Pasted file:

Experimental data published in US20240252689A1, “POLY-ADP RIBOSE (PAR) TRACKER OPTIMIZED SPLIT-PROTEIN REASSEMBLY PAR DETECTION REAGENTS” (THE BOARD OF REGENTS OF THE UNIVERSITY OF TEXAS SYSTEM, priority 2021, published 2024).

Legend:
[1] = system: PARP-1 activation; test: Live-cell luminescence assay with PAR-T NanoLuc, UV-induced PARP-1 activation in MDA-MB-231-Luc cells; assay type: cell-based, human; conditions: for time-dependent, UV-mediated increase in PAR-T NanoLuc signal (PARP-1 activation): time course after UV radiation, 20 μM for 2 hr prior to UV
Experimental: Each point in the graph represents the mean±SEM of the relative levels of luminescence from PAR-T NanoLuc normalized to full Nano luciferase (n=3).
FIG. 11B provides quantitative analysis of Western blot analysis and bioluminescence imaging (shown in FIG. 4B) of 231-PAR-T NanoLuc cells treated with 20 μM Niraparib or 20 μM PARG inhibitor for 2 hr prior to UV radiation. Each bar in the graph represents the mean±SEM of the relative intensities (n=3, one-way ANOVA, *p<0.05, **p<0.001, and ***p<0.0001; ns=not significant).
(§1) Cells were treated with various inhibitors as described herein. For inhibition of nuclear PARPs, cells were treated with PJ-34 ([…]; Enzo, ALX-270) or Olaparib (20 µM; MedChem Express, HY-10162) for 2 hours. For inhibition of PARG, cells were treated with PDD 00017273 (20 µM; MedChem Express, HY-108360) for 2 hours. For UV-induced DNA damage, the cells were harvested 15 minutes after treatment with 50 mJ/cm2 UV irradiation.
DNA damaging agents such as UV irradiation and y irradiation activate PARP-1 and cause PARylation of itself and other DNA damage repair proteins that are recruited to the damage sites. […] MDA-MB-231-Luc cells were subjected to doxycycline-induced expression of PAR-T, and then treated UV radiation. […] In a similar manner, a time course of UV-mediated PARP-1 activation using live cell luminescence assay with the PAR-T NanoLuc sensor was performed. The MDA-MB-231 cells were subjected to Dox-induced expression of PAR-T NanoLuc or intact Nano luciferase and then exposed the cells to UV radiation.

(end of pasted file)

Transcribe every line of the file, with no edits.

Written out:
Experimental data published in US20240252689A1, “POLY-ADP RIBOSE (PAR) TRACKER OPTIMIZED SPLIT-PROTEIN REASSEMBLY PAR DETECTION REAGENTS” (THE BOARD OF REGENTS OF THE UNIVERSITY OF TEXAS SYSTEM, priority 2021, published 2024).

Legend:
[1] = system: PARP-1 activation; test: Live-cell luminescence assay with PAR-T NanoLuc, UV-induced PARP-1 activation in MDA-MB-231-Luc cells; assay type: cell-based, human; conditions: for time-dependent, UV-mediated increase in PAR-T NanoLuc signal (PARP-1 activation): time course after UV radiation, 20 μM for 2 hr prior to UV
Experimental: Each point in the graph represents the mean±SEM of the relative levels of luminescence from PAR-T NanoLuc normalized to full Nano luciferase (n=3).
FIG. 11B provides quantitative analysis of Western blot analysis and bioluminescence imaging (shown in FIG. 4B) of 231-PAR-T NanoLuc cells treated with 20 μM Niraparib or 20 μM PARG inhibitor for 2 hr prior to UV radiation. Each bar in the graph represents the mean±SEM of the relative intensities (n=3, one-way ANOVA, *p<0.05, **p<0.001, and ***p<0.0001; ns=not significant).
(§1) Cells were treated with various inhibitors as described herein. For inhibition of nuclear PARPs, cells were treated with PJ-34 ([…]; Enzo, ALX-270) or Olaparib (20 µM; MedChem Express, HY-10162) for 2 hours. For inhibition of PARG, cells were treated with PDD 00017273 (20 µM; MedChem Express, HY-108360) for 2 hours. For UV-induced DNA damage, the cells were harvested 15 minutes after treatment with 50 mJ/cm2 UV irradiation.
DNA damaging agents such as UV irradiation and y irradiation activate PARP-1 and cause PARylation of itself and other DNA damage repair proteins that are recruited to the damage sites. […] MDA-MB-231-Luc cells were subjected to doxycycline-induced expression of PAR-T, and then treated UV radiation. […] In a similar manner, a time course of UV-mediated PARP-1 activation using live cell luminescence assay with the PAR-T NanoLuc sensor was performed. The MDA-MB-231 cells were subjected to Dox-induced expression of PAR-T NanoLuc or intact Nano luciferase and then exposed the cells to UV radiation.